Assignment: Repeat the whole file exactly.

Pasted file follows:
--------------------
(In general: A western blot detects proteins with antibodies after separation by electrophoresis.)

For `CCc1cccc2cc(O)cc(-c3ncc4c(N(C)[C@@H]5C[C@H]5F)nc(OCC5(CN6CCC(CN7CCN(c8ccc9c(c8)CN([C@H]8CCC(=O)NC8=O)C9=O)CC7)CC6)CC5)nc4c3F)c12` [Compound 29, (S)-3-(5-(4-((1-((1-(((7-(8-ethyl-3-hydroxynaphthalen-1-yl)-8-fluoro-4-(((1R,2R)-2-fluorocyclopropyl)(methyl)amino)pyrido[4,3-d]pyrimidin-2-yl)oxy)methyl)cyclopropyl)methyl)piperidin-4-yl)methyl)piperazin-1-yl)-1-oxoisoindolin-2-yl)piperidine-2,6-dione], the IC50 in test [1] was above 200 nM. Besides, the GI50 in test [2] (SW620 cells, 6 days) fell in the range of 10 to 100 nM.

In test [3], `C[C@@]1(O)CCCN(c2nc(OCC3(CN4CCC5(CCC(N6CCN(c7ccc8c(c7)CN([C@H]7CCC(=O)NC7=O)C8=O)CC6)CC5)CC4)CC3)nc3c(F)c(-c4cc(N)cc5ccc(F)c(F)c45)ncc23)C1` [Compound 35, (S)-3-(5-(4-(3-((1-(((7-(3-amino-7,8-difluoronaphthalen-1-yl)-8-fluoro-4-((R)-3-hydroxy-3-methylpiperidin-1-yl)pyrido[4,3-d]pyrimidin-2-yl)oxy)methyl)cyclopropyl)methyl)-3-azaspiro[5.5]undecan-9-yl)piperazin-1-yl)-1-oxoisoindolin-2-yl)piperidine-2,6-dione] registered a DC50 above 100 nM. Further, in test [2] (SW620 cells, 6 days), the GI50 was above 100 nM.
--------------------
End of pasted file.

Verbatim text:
(In general: A western blot detects proteins with antibodies after separation by electrophoresis.)

For `CCc1cccc2cc(O)cc(-c3ncc4c(N(C)[C@@H]5C[C@H]5F)nc(OCC5(CN6CCC(CN7CCN(c8ccc9c(c8)CN([C@H]8CCC(=O)NC8=O)C9=O)CC7)CC6)CC5)nc4c3F)c12` [Compound 29, (S)-3-(5-(4-((1-((1-(((7-(8-ethyl-3-hydroxynaphthalen-1-yl)-8-fluoro-4-(((1R,2R)-2-fluorocyclopropyl)(methyl)amino)pyrido[4,3-d]pyrimidin-2-yl)oxy)methyl)cyclopropyl)methyl)piperidin-4-yl)methyl)piperazin-1-yl)-1-oxoisoindolin-2-yl)piperidine-2,6-dione], the IC50 in test [1] was above 200 nM. Besides, the GI50 in test [2] (SW620 cells, 6 days) fell in the range of 10 to 100 nM.

In test [3], `C[C@@]1(O)CCCN(c2nc(OCC3(CN4CCC5(CCC(N6CCN(c7ccc8c(c7)CN([C@H]7CCC(=O)NC7=O)C8=O)CC6)CC5)CC4)CC3)nc3c(F)c(-c4cc(N)cc5ccc(F)c(F)c45)ncc23)C1` [Compound 35, (S)-3-(5-(4-(3-((1-(((7-(3-amino-7,8-difluoronaphthalen-1-yl)-8-fluoro-4-((R)-3-hydroxy-3-methylpiperidin-1-yl)pyrido[4,3-d]pyrimidin-2-yl)oxy)methyl)cyclopropyl)methyl)-3-azaspiro[5.5]undecan-9-yl)piperazin-1-yl)-1-oxoisoindolin-2-yl)piperidine-2,6-dione] registered a DC50 above 100 nM. Further, in test [2] (SW620 cells, 6 days), the GI50 was above 100 nM.